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Trying to install ceramic tile on unlevel floor in 1890's era house


Hi Jaz!

What is the difference between level and flat? I'm thinking if he can use underlayments to bring things close, only a small amount of leveling should be required. Maybe a 1/4" or less, which could be accomplished with a Webcrete product. Thoughts?

Tia
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Old 06-10-2010, 11:30 PM   #7
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Trying to install ceramic tile on unlevel floor in 1890's era house


Level = a horizontal surface that is in plane to its self in all directions.

Flat = a surface that in plane.

A floor might be flat, and so can your wall or therefore any surface that is between 0 & 90 degrees.

As you can see, level and flat are very different.

Dave stated he has a rise of over 2". How would you make that flat without creating a step at some of the doorways? That's why I mentioned it may not be doable.

Where do you get 1/4" out of level idea? Also, which SLC are you thinking that doesn't require a primer?

Jaz
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Old 06-11-2010, 12:18 AM   #8
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Trying to install ceramic tile on unlevel floor in 1890's era house


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Originally Posted by JazMan View Post
Level = a horizontal surface that is in plane to its self in all directions.

Flat = a surface that in plane.

A floor might be flat, and so can your wall or therefore any surface that is between 0 & 90 degrees.

As you can see, level and flat are very different.

Dave stated he has a rise of over 2". How would you make that flat without creating a step at some of the doorways? That's why I mentioned it may not be doable.

Where do you get 1/4" out of level idea? Also, which SLC are you thinking that doesn't require a primer?

Jaz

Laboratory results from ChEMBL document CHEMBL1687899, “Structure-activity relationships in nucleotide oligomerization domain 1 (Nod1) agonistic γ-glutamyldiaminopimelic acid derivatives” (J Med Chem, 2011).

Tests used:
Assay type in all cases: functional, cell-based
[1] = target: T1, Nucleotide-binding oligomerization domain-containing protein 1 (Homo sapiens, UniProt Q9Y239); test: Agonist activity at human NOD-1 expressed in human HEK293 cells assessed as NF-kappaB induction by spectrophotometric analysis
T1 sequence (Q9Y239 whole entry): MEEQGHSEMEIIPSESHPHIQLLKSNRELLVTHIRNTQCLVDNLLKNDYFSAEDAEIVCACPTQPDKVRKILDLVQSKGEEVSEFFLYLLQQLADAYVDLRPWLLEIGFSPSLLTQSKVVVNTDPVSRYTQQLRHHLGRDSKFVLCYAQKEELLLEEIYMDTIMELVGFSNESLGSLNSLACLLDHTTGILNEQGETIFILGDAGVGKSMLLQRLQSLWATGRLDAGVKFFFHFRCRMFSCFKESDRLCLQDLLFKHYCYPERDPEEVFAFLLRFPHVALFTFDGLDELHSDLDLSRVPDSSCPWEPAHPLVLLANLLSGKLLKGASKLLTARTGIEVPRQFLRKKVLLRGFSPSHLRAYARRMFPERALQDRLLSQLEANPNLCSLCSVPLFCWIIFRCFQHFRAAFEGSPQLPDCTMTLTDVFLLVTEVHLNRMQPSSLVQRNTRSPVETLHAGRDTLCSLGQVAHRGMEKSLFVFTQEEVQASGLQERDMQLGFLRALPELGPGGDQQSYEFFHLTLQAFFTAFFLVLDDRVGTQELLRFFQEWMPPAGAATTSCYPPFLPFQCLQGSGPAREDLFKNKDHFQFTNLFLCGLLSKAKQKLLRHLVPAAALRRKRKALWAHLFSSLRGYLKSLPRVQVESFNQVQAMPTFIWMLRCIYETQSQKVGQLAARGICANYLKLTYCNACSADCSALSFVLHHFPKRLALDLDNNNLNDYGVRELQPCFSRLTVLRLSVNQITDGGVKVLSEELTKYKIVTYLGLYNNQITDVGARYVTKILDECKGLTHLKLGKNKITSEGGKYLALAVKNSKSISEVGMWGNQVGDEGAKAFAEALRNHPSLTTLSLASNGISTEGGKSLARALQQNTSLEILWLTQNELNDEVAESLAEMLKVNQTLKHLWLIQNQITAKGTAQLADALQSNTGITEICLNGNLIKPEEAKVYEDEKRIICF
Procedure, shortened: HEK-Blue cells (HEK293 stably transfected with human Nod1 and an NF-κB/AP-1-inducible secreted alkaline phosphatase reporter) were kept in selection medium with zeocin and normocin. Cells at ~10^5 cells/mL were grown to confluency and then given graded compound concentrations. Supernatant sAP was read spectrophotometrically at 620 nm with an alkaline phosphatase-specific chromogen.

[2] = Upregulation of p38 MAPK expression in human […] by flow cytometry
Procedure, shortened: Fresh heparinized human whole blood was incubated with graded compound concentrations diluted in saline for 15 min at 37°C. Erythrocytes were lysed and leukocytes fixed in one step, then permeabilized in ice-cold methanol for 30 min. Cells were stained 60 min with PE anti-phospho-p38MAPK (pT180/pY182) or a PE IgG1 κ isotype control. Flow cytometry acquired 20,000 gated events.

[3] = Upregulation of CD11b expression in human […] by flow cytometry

Of course there will be variations at the doorways. I am saying that if he is able to bring his subfloors & underlayments close to level/flat, he can use a product which will easily smooth the slight variations on the surface. Actually, the way you explained it, level is plane and flat is plane. Always learning here, not seeing the difference?

If there is a big variation in the initial floor, it can be solved by mudding the low spots, underlaying, then skim-coating as necessary. I get the 1/4" out of level idea because after the appropriate underlay, there should only be that or much less.

Tia
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Old 06-11-2010, 12:33 AM   #9
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Trying to install ceramic tile on unlevel floor in 1890's era house


Please xplain to us how you can make an out of level floor close to level using plywood?

Who's not seeing the difference between level and flat?

So you're saying you might "mud" the low spots then install a CBU over it? You're kiddin' right?

Jaz
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Old 06-11-2010, 12:49 AM   #10
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Please xplain to us how you can make an out of level floor close to level using plywood?

Who's not seeing the difference between level and flat?

So you're saying you might "mud" the low spots then install a CBU over it? You're kiddin' right?

Jaz
Yeah, kidding. Read my post to you on the other thread and realize that I know you have a burr for me. I'll put up verification of anything out of my mouth or fingers if needed, would never lead a customer or DIY person wrong. We've used levelers for up to 4" in commercial jobs, so yes, it is possible.

Tia
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Old 06-11-2010, 01:43 AM   #11
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Trying to install ceramic tile on unlevel floor in 1890's era house


Wrong Tia,

The problem is when someone comes to these forums claiming to have experience and knowledge with no introduction or ways for the people to check their background and gives advise that is not in keeping with industry standards or norms.

It is the duty of the other pros to challenge those that offer DIY's bad info. Heck if they want bad info, they can just go to their local big box store and get plenty of that. Actually, bad info from the big box stores is why they're here in the first place.

Jaz